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In 1868, the parish of Margam contained the following places:

"MARGAM, a parish in the hundred of Newcastle, county Glamorgan, 2 miles from Taibach, its post town, and 5 S.E. of Neath. It is situated on the coast and the Roman road Via Julia Montana, under Margam Hill, or Pendar, which rises 800 feet in height. The parish, which is of large extent, comprising 11,200 acres, is partly within the borough of Aberavon, near MargamBurrows. It contains the hamlets of Brombill, Havod-yPorth, High-Kenfig, and Trissient. There are remains of a Cistercian Abbey founded in 1147 by Morgan Arglwydd, or Robert Earl of Gloucester, where King John was entertained on his way to Ireland. At the Disso- lution it was sold to Sir Rice Mansell, an ancestor of the present owner About one mile distant from the village of Margam are the Taibach copper and tin works. The hamlet has been removed since 1841, but the population of this parish has recently greatly increased. Port Talbot, which is in the vicinity, has every facility for the import and export of iron, coal, &c., to and from the neighbouring works, especially to the busy district of Cwm Avon, where are the extensive works of the Governor and Company of the Bank of England. The surface, which is hilly, abounds with limestone, coal, iron, and copper, the greater part at present remaining untouched. The living is a perpetual curacy with the curacy of Taibach annexed, in the diocese of Llandaff, joint value £121. The church, dedicated to the Virgin Mary, formerly belonged to the above-mentioned abbey. It was restored in 1810, and contains monuments of the Bussy, Talbot, and Mansell families. In the churchyard is an inscribed stone and a wheel cross. Near the church are remains of a twelve-sided chapter-house 50 feet in diameter, the roof of which was beautifully groined, but fell in about 1799. There are also remains of a S. door of a Lady chapel, and part of the cloisters. The principal residence is the modern mansion of C. R. M. Talbot, Esq., M.P., and lord-lieutenant of the county. It is a handsome structure chiefly designed by its owner, and consists of two facades and a tower situated on rising ground, but sheltered behind by Margam Hill. The mansion contains several antique statues, ancient furniture, and paintings by the old masters-among the last may be mentioned "St. Augustine with the Virgin and Child," by P. Veronese, a Vandyke, &c. Within the grounds is an orangery 327 feet in length by 81 in breadth, with a palladium front, containing the produce of a cargo from Holland designed for Queen Mary, with pomegranates, lemons, citrons, and other exotics. In the grounds is a bay-tree 60 feet in height and 45 feet in diameter. From the mildness of the climate the trees and plants attain an immense size, presenting a rich and luxurious appearance."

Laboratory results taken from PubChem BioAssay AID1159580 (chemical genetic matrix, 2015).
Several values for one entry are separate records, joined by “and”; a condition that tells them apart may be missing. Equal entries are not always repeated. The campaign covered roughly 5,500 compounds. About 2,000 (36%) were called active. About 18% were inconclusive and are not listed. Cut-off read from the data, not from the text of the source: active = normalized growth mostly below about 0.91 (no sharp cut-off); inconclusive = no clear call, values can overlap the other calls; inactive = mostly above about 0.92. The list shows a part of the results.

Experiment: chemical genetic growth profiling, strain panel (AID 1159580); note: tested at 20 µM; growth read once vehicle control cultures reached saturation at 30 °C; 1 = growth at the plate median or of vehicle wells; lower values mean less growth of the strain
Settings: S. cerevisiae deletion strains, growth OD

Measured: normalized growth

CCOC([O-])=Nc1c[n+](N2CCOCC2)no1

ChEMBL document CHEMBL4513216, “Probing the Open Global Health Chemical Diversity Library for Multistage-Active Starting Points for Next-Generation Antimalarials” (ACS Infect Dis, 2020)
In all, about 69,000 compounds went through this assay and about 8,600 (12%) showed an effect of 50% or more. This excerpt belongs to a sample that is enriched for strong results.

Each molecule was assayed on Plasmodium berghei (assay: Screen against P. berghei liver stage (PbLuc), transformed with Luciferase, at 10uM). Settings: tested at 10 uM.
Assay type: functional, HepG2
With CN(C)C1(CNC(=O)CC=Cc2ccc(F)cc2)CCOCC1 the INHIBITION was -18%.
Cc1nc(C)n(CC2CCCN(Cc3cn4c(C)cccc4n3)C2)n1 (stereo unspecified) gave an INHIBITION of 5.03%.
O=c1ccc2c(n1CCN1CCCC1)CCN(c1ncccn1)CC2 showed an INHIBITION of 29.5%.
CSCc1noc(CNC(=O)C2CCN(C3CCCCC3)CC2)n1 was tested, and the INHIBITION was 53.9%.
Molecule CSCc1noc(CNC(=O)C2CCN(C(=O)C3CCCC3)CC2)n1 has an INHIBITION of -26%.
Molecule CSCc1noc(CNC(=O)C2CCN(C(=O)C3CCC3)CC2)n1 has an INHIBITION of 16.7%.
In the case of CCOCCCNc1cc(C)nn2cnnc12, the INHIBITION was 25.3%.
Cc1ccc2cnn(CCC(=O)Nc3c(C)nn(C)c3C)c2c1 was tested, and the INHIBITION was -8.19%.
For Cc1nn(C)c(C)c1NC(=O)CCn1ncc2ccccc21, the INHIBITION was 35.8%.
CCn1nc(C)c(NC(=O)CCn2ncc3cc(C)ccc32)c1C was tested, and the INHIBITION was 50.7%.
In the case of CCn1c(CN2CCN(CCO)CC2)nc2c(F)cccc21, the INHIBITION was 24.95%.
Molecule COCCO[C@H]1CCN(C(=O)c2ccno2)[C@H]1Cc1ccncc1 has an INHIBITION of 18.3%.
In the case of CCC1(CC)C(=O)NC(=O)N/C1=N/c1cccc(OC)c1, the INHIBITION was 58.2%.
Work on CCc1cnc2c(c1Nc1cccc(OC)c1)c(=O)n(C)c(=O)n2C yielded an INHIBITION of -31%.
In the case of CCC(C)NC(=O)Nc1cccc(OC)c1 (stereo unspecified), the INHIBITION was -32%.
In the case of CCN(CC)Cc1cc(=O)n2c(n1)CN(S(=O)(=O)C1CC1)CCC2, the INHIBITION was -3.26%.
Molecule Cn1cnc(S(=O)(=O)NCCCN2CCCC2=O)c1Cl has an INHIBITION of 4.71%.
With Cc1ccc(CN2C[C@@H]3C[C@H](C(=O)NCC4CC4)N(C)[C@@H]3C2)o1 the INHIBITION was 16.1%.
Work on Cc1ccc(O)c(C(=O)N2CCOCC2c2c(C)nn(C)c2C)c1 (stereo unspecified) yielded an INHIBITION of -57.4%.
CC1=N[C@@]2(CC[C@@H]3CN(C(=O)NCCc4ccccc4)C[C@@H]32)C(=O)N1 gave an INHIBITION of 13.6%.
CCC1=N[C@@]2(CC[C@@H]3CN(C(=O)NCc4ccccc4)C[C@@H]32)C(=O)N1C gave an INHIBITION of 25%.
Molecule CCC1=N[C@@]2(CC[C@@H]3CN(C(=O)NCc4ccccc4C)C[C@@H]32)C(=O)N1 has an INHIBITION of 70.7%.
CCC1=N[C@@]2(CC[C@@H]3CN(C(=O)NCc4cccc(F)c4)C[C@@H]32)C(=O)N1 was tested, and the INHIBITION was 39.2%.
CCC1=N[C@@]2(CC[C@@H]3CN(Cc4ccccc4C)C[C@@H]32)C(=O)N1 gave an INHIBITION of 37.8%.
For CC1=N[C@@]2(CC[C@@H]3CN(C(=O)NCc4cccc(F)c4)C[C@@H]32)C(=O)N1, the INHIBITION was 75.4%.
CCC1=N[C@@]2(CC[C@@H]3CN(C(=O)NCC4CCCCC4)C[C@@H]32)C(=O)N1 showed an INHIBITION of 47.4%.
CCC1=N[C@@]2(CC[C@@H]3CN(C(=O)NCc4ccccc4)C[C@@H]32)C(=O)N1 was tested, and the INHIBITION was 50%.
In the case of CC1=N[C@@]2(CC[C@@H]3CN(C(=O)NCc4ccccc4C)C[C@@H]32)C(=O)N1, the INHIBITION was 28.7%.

"BROOMBILL, (or Brombil), a hamlet in the parish of Margam, hundred of Newcastle, in the county of Glamorgan, South Wales, 2 miles from Aberavon. It is chiefly inhabited by the miners.

"HAVOD-Y-PORTH, a hamlet in the parish of Margam, county Glamorgan, 3 miles S.E. of Aberafon, and 5 S. of Neath. The population is principally engaged in the collieries and in the copper and tin works at Taebach."

"HIGHER KENFIG, a hamlet in the parish of Margam, county Glamorgan, 3 miles from Kenfig, and 7 W. of Bridgend.

"TAIBACH, a village in the parish of Margam, county Glamorgan, 1 mile S.E. of Aberafon. It is situated near the Bristol Channel. In the vicinity are Vivian's "Constantinople" copper, tin, and coal works."

"TRISSIENT, a hamlet in the parish of Margam, county Glamorgan, near Aberafon."

[Transcribed from The National Gazetteer of Great Britain and Ireland 1868]
by Colin Hinson ©2018